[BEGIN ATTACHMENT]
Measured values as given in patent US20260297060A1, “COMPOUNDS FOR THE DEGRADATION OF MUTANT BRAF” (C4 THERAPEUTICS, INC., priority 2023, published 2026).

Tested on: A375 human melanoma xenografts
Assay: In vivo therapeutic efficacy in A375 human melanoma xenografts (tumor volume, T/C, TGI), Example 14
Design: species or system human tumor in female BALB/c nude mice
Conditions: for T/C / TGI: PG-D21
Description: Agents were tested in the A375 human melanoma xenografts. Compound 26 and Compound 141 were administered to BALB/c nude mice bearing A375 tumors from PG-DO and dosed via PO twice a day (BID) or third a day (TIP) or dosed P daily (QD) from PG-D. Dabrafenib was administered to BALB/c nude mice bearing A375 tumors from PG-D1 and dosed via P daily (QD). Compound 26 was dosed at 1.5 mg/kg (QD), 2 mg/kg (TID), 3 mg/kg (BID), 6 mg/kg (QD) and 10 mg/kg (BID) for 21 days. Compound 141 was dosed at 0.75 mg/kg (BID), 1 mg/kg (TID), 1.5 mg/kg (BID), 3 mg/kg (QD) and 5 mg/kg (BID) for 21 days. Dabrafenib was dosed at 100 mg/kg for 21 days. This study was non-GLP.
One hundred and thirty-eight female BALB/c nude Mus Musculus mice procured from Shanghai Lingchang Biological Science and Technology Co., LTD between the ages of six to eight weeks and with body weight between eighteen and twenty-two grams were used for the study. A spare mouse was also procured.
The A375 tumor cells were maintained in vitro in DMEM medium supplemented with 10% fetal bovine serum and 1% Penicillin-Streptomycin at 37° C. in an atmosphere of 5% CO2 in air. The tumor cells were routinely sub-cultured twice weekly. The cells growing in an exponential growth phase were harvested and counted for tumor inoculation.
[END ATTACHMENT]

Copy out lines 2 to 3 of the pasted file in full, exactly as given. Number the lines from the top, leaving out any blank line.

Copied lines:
Tested on: A375 human melanoma xenografts
Assay: In vivo therapeutic efficacy in A375 human melanoma xenografts (tumor volume, T/C, TGI), Example 14